What Should You Look For In Truck Fleet Parking?

Does your business or company have a truck fleet integral to your operations? If you do, you need some place for your truck fleet parking. Whether you operate a fleet that services your local community or you have rigs running across many states and time zones, it’s highly unlikely that each truck is in use 24/7. They might even be parked more often than they’re used, even if they get used all day, everyday. It’s not just a matter of leaving them in any old parking lot, as there are several factors you need to look for in terms of your truck fleet parking.

Space is the first thing you want to look for. If your company has any days off where none of the trucks are out for service or doing business operations, you need to have more than enough space to park them all. For that matter, there still needs to be enough maneuvering room for them to get in and out as need be.

Permission is also something else you need. If you don’t actually own the space where you park the trucks, then you need approval from the ownership in cases of private property or at least permission from the local government in case of a public parking lot. The last thing you want is tickets, towing, or even arrests because of trucks being parked where they’re not supposed to be. That can get confusing in cases where temporary parking might be permitted or certain times of day are okay but overnight parking isn’t. In other cases, weekend parking might be fine, but weekday parking isn’t.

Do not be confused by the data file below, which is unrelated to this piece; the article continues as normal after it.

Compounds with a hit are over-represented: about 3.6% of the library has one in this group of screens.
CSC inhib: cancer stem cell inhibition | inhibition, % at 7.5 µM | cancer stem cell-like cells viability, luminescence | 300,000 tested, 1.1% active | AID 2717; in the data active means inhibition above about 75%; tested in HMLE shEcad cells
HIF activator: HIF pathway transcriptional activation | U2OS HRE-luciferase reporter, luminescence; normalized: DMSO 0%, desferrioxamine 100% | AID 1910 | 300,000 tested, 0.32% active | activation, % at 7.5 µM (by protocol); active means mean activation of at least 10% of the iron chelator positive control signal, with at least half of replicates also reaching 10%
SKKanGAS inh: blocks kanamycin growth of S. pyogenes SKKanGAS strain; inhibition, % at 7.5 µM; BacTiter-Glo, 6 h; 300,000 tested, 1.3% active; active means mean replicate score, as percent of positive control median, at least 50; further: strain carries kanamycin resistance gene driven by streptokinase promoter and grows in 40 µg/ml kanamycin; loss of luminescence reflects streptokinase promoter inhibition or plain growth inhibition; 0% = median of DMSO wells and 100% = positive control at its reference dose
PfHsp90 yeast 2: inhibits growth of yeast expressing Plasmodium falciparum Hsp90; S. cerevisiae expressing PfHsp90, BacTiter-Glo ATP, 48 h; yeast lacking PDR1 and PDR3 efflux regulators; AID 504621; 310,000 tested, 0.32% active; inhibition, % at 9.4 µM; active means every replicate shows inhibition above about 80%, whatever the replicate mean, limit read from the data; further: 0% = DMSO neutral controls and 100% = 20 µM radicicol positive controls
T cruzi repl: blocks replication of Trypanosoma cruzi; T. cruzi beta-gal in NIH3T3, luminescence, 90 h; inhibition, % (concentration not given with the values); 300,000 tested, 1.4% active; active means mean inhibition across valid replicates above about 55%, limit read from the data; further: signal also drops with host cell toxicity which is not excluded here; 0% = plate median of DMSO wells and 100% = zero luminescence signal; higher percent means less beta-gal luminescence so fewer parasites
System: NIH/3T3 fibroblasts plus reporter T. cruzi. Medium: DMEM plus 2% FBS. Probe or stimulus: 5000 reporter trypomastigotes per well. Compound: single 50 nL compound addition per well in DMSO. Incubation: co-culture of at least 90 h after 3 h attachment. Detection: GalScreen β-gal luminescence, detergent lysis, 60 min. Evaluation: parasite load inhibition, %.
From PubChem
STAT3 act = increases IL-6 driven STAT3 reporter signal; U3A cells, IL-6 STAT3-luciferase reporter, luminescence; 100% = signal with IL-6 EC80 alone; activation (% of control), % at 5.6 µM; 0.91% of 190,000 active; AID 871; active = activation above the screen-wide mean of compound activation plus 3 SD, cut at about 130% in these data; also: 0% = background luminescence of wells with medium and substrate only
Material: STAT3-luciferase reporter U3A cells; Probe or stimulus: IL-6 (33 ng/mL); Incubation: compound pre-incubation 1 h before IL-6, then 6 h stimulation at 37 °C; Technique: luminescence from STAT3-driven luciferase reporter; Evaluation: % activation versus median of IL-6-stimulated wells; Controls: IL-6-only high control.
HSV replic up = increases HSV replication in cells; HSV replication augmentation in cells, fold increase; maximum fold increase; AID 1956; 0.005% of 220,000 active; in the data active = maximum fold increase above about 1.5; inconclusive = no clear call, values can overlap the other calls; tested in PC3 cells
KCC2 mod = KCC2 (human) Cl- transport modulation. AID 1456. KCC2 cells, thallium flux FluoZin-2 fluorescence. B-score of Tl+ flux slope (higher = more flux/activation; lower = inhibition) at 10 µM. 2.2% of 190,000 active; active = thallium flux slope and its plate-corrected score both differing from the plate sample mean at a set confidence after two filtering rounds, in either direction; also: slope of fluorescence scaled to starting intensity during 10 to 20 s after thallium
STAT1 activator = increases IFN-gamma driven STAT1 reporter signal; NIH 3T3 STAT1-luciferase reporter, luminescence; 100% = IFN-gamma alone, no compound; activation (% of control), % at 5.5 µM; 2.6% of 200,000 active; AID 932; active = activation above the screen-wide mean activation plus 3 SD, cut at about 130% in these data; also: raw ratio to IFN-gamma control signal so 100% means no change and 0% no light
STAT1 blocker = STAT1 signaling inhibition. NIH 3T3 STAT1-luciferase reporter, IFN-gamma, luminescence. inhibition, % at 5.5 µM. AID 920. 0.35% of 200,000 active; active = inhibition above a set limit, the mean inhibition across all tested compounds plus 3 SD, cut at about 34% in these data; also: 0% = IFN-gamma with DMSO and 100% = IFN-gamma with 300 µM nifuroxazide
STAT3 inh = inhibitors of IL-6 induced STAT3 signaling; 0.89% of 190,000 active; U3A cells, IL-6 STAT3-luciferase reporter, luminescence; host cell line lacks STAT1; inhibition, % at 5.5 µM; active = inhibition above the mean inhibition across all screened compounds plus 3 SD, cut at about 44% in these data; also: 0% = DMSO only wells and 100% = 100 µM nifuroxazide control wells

Facilities for your drivers are a good thing to have, especially if you’re dealing with long-haul trucks. Drivers might need places for a hot meal, a shower, and even to crash the night. Even delivery drivers or technicians running around town all day might could use some pit stops on occasion, especially at the beginning or end of a shift. You might even want to give them lockers so they don’t have to risk hauling personal possessions around all day long.

Security is definitely a concern if your trucks aren’t watched over by someone all the time. Even if someone is on-site most of the time, are they patrolling the parking lot? Cameras go a long way in preventing mischief or crime from happening. Even cameras that don’t work are a great preventative tactic that works really well. A full-fledged and active surveillance system is even better, especially if you can surround the lot with fencing so that only authorized drivers and personnel can get in and out of the access points.

How much a parking lot for your trucks costs is also another concern. If you own a lot, maybe there aren’t any rental or lease fees, but you might still have to cover maintenance and property taxes. If you don’t own it, then fees might add up.

Finally, look into how easy it is for trucks to get in and out.

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